In honor of National Train Your Dog Month I thought I’d discuss something very “meat and potatoes” regarding dog training. In fact, this concept is so basic, that in less-sophisticated dog training circles it isn’t even discussed. The concept I am speaking of is how to get a behavior. In order to train a behavior to a dog you must get the dog to perform the behavior first, and the means by which this is acheived varies from trainer to trainer and task to task.
The Cognitive Canine, LLC is dedicated to dog-friendly training, which means that methods that utilize force or violence will not be discussed here. Coercion has no place in real dog training, simple as that. If you are a dog owner and a trainer you are working with thinks that a shock collar, a prong collar, or a choke collar are acceptable or necessary to teach a dog then I beg you to take a closer look at what dog training has to offer–dogs are incredible learners and we don’t need to use violence to get the job done. I would humbly argue that even if one feels the “need” to use violence, one still has no right to inflict pain or fear on another animal, ever. Why people feel that it’s ok to use violent methods in cases of aggression in particular is an interesting topic reserved for another day. For now, let’s talk about the three “acceptable” ways to get a behavior.
Shaping or shaping by successive approximation is, in my opinion, the “real deal” in animal training. A basic definition of this is teaching by marking (with a clicker or verbal marker) and rewarding tiny increments (approximations) of the final behavior until the final behavior is achieved. This is how I teach almost everything, and it is nothing short of magic. Here’s a video of one of the world’s best trainers and her dogs doing some tricks that were taught by shaping. The first thing you will notice is that these dogs are doing very complicated tricks, very well, without much aid from their human. That’s the first brilliant thing about shaping–you can teach a dog anything. But watch it again and notice the sheer joy and unbridled enthusiasm the dogs have for working. They LOVE doing these tricks. They seem hungry for more. What if you trained sit, down, stay, and come with the same method? You guessed it, you get brilliance and enthusiasm all over again. I could go on for pages about WHY shape, or you could take my class and taste the magic for yourself. Just shoot me an email at training at thecognitivecanine dot com (but written like a real email address, obviously).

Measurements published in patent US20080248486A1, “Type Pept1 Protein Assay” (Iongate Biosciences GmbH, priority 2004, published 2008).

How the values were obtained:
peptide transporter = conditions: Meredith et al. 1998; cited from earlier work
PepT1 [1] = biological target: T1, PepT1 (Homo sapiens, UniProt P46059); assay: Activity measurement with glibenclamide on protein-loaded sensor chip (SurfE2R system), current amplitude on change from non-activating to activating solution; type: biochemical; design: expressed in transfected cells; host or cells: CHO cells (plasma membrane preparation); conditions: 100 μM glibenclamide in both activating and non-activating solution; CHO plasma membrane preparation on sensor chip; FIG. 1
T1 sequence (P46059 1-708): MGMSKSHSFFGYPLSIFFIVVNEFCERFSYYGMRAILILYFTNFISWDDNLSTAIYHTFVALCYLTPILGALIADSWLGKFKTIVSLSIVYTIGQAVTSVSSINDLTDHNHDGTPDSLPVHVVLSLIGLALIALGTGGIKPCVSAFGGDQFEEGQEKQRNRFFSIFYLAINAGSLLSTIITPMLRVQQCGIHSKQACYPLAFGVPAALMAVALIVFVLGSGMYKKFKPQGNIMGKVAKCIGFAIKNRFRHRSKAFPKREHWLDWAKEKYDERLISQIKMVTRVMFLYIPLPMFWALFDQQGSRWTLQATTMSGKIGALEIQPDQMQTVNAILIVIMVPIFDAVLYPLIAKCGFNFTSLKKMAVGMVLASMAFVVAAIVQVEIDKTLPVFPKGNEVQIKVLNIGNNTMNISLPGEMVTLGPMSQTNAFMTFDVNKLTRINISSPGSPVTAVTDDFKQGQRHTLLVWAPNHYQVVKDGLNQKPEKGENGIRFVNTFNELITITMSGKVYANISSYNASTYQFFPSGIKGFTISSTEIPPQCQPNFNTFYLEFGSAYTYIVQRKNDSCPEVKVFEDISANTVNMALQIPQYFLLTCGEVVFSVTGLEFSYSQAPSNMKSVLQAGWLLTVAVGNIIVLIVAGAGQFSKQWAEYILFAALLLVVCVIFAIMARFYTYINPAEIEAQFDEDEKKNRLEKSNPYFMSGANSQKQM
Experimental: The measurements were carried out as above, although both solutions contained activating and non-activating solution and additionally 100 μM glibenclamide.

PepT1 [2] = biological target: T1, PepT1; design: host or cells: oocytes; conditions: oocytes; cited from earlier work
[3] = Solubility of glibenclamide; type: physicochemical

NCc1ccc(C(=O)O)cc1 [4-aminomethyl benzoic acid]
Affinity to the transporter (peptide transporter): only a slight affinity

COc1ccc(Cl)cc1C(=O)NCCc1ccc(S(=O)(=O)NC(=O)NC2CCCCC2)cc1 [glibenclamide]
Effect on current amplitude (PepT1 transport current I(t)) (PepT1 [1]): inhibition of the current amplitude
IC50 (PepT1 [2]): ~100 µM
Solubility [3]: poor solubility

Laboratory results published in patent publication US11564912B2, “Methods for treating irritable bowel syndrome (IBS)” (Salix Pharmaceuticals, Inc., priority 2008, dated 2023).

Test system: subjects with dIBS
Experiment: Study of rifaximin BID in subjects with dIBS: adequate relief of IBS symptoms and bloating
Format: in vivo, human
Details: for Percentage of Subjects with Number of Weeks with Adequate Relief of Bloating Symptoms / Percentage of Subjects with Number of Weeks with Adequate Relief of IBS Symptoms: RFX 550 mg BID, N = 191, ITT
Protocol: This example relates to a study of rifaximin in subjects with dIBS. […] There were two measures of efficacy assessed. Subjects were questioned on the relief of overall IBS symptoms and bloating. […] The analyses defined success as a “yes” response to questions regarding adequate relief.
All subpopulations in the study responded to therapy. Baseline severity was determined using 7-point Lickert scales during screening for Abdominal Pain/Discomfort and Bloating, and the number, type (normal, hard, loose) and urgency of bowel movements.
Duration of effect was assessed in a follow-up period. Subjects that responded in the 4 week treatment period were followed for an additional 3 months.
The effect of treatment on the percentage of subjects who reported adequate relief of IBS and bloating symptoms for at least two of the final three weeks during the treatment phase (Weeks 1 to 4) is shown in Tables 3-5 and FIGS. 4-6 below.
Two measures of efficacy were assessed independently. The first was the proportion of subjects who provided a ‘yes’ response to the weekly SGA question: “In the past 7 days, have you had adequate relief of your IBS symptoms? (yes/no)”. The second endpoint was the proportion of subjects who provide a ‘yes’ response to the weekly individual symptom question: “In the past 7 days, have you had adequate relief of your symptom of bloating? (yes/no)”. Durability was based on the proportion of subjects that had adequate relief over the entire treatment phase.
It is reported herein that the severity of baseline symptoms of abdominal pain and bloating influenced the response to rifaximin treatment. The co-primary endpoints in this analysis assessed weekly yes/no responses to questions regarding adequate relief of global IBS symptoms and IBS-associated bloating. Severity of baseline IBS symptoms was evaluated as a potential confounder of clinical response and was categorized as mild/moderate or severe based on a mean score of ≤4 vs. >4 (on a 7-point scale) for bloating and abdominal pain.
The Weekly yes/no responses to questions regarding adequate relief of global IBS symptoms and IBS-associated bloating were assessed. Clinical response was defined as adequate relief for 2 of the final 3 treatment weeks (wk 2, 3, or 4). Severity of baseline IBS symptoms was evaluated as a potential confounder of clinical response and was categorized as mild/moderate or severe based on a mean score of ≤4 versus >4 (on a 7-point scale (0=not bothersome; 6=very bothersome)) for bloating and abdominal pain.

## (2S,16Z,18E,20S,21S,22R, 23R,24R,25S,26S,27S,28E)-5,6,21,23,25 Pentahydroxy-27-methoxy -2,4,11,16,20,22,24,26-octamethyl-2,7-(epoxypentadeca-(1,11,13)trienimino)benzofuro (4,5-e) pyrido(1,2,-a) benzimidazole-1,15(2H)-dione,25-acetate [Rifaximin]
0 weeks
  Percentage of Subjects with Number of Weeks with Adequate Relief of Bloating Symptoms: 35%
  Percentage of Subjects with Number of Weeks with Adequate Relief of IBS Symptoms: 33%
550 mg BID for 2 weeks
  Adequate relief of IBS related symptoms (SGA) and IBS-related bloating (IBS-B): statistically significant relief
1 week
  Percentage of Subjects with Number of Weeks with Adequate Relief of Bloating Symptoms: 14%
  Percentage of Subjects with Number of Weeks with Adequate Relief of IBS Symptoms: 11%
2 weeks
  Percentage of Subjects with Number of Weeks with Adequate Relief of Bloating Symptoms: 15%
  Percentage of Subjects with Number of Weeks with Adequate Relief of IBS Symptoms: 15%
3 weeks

Capturing is also done with a marker, but instead of marking and rewarding approximations, the entire final behavior is marked and rewarded. This is where opponents of clicker training often think it begins and ends. You wait for the dog to do the thing (like sit) you click, and you treat. This is a GREAT method of teaching simple basic behaviors like sit or lie down, but not for more complicated behaviors as seen in the video above. I love capturing and I use it whenever appropriate–and it is only appropriate if the desired behavior is already happening to some degree and is somewhat predictable.
Lure-reward training is the most common method used by positive reinforcement-based dog trainers. It’s simple, show the dog a cookie and guide them into position, then praise and give them the cookie for assuming the position. For the average pet owner, it works out just great. The dog is decently trained and the humans are happy. I find that it falls short in a few areas for the level of training that I expect from myself and my students, and so I use it rarely. My biggest issue with luring for myself is the lack of thought involved on the dog’s part, and for my clients it is that luring is actually mechanically difficult to do well. I know, I know, everyone is shocked. It’s that clicker training that’s mechanically difficlut! I agree, both are mechanical skills, but luring involves more steps to get to the final product, and I find that Joe Dog Owner likes to skip steps, so I prefer clicker training/shaping for everyone, not just myself.